Negative symptom correlates of physical activity and sedentary behaviour in schizophrenia


Background: People with schizophrenia tend to engage in less physical activity (PA) than the general population, and experience higher rates of cardiovascular disease and obesity. Symptoms of schizophrenia are heterogeneous, and categorized as Positive, Negative, or Cognitive. Negative symptoms (NS) – deficits in typical function – have been consistently associated with less PA among people with schizophrenia. Certain NS, specifically amotivation, may be more relevant to engaging in goal-directed activities than others. Associations between specific NS and PA have not been reported. A secondary analysis of reliability data for a Health Action Process Approach (HAPA) inventory for PA in schizophrenia examined relationships between symptomology, PA and sedentary behaviour. Methods: 26 participants with schizophrenia or schizoaffective disorder were assessed for symptoms using the Brief Psychiatric Rating Scale (BPRS), the Clinical Global Impression Severity scale (CGI), and the Apathy Evaluation Scale (AES). Participants reported moderate and vigorous PA and sitting time from the previous 7 days using the International Physical Activity Questionnaire, and PA Intentions from the HAPA inventory. Results: Pearson correlations revealed significant associations between high levels of amotivation (AES) and fewer weekly minutes of moderate PA (r=-.41, p=.035) and PA intentions (r=-.56, p=.003). Total BPRS (r=-.56, p=.003), the NS factor of the BPRS (r=.40, p =.045) and CGI scores (r=-.54, p=.004) were also inversely related to PA intentions. Sitting time was related to total BPRS (r=.43, p=.042) and CGI scores (r=.45, p=.032); a similar trend emerged with the AES (r=.38, p=.08). Symptom scales did not significantly correlate with vigorous or moderate-to-vigorous PA. Conclusion: These findings suggest a central role for amotivation as a disease-related barrier to moderate PA in patients with schizophrenia. A larger sample size would allow for more specific analysis of symptomology correlates of PA, which may help tailor PA promotion to the heterogeneous needs of this population.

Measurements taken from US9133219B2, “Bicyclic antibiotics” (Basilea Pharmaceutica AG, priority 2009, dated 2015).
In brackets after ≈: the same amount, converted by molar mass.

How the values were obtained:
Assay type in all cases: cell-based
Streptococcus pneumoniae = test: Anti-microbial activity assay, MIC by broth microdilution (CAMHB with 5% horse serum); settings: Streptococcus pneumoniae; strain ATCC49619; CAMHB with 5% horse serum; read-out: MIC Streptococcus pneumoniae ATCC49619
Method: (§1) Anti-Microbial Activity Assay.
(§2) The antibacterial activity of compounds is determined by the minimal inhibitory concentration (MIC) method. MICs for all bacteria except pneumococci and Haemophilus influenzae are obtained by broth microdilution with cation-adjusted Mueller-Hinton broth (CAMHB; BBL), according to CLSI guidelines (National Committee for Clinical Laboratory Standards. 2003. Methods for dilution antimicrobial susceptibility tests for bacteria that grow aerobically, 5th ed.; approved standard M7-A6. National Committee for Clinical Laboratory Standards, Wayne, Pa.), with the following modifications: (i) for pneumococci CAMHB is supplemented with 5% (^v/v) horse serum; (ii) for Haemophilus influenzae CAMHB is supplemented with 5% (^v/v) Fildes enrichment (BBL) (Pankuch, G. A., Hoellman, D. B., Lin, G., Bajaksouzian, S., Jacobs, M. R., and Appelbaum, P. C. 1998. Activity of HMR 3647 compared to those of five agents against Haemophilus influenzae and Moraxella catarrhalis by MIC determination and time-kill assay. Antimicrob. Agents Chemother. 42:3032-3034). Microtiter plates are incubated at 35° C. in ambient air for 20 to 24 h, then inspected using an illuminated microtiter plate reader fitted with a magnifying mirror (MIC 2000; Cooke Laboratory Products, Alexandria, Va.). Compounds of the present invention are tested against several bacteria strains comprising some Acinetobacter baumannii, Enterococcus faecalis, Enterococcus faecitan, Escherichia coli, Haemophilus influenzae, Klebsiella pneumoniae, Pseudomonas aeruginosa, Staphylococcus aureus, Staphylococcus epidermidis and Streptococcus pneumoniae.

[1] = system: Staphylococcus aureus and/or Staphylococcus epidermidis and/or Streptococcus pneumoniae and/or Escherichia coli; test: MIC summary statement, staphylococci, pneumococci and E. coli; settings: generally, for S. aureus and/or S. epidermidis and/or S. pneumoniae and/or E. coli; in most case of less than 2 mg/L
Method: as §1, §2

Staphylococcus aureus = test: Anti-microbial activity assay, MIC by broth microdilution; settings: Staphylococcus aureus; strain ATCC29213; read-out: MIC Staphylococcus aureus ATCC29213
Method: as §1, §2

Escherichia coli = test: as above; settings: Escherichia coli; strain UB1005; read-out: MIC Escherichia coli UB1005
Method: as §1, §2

Acknowledgments: This study was supported by a Canadian Institutes of Health Research (CIHR) operating grant #MOP-115709.